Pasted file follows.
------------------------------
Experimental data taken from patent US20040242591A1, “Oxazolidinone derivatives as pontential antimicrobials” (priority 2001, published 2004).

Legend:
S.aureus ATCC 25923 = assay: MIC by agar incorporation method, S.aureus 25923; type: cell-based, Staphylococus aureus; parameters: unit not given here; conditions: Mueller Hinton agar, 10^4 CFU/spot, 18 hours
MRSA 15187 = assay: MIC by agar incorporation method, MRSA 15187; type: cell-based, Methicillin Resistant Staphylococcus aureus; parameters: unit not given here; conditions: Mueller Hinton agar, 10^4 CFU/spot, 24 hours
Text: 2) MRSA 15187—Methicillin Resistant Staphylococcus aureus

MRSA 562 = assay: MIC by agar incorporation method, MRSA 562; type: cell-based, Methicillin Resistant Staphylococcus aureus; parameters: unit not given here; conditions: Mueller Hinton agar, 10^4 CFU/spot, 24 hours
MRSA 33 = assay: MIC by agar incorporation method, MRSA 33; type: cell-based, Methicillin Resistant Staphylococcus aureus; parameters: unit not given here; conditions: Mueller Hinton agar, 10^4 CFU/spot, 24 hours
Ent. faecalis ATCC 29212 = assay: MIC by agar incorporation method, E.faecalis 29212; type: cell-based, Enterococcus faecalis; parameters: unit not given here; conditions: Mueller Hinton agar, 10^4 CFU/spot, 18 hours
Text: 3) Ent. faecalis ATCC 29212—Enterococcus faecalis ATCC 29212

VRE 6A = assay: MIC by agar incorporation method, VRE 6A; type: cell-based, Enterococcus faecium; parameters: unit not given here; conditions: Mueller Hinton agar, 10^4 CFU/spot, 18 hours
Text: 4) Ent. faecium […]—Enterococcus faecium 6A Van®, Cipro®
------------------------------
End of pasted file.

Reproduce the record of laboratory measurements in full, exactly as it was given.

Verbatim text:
Experimental data taken from patent US20040242591A1, “Oxazolidinone derivatives as pontential antimicrobials” (priority 2001, published 2004).

Legend:
S.aureus ATCC 25923 = assay: MIC by agar incorporation method, S.aureus 25923; type: cell-based, Staphylococus aureus; parameters: unit not given here; conditions: Mueller Hinton agar, 10^4 CFU/spot, 18 hours
MRSA 15187 = assay: MIC by agar incorporation method, MRSA 15187; type: cell-based, Methicillin Resistant Staphylococcus aureus; parameters: unit not given here; conditions: Mueller Hinton agar, 10^4 CFU/spot, 24 hours
Text: 2) MRSA 15187—Methicillin Resistant Staphylococcus aureus

MRSA 562 = assay: MIC by agar incorporation method, MRSA 562; type: cell-based, Methicillin Resistant Staphylococcus aureus; parameters: unit not given here; conditions: Mueller Hinton agar, 10^4 CFU/spot, 24 hours
MRSA 33 = assay: MIC by agar incorporation method, MRSA 33; type: cell-based, Methicillin Resistant Staphylococcus aureus; parameters: unit not given here; conditions: Mueller Hinton agar, 10^4 CFU/spot, 24 hours
Ent. faecalis ATCC 29212 = assay: MIC by agar incorporation method, E.faecalis 29212; type: cell-based, Enterococcus faecalis; parameters: unit not given here; conditions: Mueller Hinton agar, 10^4 CFU/spot, 18 hours
Text: 3) Ent. faecalis ATCC 29212—Enterococcus faecalis ATCC 29212

VRE 6A = assay: MIC by agar incorporation method, VRE 6A; type: cell-based, Enterococcus faecium; parameters: unit not given here; conditions: Mueller Hinton agar, 10^4 CFU/spot, 18 hours
Text: 4) Ent. faecium […]—Enterococcus faecium 6A Van®, Cipro®